This series sets out to provide a programmatic survey of the individual writings of the New Testament. It aims to remedy the deficiency of available published material which concentrates on the New Testament writers' theological concerns. New Testament specialists here write at greater length than is usually possible in the introductions to commentaries or as part of other New Testament theologies, and explore the theological themes and issues of their chosen books without being tied to a commentary format, or to a thematic structure provided from elsewhere. When complete, the series will cover all the New Testament writings, and will thus provide an attractive, and timely, range of texts around which courses can be developed.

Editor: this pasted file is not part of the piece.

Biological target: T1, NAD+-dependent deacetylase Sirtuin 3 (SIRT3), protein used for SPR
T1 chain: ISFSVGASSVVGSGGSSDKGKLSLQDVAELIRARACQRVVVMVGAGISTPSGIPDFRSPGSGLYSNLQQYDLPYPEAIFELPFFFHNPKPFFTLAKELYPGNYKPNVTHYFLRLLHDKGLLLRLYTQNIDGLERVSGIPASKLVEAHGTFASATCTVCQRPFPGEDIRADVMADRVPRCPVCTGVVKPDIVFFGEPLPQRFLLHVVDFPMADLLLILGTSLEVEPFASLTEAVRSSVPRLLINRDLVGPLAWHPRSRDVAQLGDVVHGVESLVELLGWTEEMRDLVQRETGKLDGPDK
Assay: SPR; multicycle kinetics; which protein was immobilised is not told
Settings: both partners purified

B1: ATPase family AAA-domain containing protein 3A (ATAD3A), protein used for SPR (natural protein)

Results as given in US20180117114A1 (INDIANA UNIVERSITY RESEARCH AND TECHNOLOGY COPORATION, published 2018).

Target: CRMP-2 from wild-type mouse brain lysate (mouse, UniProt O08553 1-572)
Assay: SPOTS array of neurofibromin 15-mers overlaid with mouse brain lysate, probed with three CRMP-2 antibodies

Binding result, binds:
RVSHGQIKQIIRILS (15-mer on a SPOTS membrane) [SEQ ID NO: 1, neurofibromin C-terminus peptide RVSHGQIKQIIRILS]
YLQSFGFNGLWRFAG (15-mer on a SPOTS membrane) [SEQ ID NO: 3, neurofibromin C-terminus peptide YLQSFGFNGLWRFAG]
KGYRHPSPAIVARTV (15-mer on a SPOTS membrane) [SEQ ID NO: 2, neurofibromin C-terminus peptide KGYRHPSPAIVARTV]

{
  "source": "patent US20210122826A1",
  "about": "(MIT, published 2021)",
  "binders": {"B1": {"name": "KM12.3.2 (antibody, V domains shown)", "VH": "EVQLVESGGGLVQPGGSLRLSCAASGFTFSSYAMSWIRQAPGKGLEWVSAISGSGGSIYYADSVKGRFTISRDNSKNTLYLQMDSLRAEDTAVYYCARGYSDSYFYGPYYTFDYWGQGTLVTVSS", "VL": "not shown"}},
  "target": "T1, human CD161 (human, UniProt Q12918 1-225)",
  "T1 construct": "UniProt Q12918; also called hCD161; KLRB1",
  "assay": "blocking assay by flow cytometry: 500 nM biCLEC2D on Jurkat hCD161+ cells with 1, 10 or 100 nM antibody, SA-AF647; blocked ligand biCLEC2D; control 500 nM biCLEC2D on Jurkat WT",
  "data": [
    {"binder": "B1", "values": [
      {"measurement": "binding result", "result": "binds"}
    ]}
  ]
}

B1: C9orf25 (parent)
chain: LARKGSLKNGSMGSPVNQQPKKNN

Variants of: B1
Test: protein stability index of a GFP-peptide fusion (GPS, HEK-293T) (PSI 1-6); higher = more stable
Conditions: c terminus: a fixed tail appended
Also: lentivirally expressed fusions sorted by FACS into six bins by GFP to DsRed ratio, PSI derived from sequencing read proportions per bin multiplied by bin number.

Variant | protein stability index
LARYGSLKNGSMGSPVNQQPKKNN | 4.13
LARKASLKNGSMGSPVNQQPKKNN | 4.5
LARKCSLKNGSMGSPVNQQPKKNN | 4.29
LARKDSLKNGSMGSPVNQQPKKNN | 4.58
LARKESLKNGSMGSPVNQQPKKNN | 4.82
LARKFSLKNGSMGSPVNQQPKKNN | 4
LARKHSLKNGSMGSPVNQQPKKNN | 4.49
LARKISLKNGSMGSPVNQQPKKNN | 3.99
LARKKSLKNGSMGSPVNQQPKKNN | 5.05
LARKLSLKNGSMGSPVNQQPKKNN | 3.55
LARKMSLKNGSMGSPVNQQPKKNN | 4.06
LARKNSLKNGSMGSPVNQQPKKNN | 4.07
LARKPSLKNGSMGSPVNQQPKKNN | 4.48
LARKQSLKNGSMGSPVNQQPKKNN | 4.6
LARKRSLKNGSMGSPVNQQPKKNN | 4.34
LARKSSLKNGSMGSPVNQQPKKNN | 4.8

The letters of James, Peter, and Jude number among the most neglected parts of the New Testament. The authors of this study argue that the letters in question are more theologically significant than is often considered the case, and have a distinctive role to play in contemporary discussion of Christian faith. Andrew Chester sets James in context and discusses its main themes: eschatology, faith and works, ethical and social teaching; and (to a lesser extent) law, wisdom, human nature, ministry, God, and Christ. He addresses the problems that James has been seen to pose, in relation to Paul, for the canon and coherence of the New Testament, and points to the significance of James for the present day, especially in its attack on the rich and powerful and its demand for faith to be lived out in everyday life. Ralph P. Martin in turn shows how Jude and 1 and 2 Peter give insight into Jewish Christianity in its earliest development; how the Christian movement wasunderstood in an outlying region of the empire; and how the post-apocalyptic church utilized the memory of Peter for its practical needs. The resulting picture constitutes an expert and long-overdue treatment of these letters as valuable theological documents in their own